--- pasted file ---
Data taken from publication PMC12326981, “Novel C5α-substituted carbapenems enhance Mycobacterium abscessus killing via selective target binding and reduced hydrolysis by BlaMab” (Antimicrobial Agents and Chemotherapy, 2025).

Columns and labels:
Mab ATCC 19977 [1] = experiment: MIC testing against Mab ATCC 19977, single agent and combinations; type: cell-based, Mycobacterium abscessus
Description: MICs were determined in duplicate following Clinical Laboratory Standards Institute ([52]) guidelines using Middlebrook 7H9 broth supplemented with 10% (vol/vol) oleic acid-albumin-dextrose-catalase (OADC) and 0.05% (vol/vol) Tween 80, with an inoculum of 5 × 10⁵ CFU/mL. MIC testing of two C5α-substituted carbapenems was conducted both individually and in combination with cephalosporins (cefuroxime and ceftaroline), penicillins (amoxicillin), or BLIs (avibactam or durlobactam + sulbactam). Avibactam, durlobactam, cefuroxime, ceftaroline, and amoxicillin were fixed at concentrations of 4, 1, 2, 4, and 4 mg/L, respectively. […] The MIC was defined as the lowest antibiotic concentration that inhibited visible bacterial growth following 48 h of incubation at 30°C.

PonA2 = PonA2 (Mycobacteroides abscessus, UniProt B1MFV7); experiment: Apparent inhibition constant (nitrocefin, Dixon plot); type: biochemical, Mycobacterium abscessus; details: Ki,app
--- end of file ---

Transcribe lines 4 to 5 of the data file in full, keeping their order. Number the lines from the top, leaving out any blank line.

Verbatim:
Description: MICs were determined in duplicate following Clinical Laboratory Standards Institute ([52]) guidelines using Middlebrook 7H9 broth supplemented with 10% (vol/vol) oleic acid-albumin-dextrose-catalase (OADC) and 0.05% (vol/vol) Tween 80, with an inoculum of 5 × 10⁵ CFU/mL. MIC testing of two C5α-substituted carbapenems was conducted both individually and in combination with cephalosporins (cefuroxime and ceftaroline), penicillins (amoxicillin), or BLIs (avibactam or durlobactam + sulbactam). Avibactam, durlobactam, cefuroxime, ceftaroline, and amoxicillin were fixed at concentrations of 4, 1, 2, 4, and 4 mg/L, respectively. […] The MIC was defined as the lowest antibiotic concentration that inhibited visible bacterial growth following 48 h of incubation at 30°C.

PonA2 = PonA2 (Mycobacteroides abscessus, UniProt B1MFV7); experiment: Apparent inhibition constant (nitrocefin, Dixon plot); type: biochemical, Mycobacterium abscessus; details: Ki,app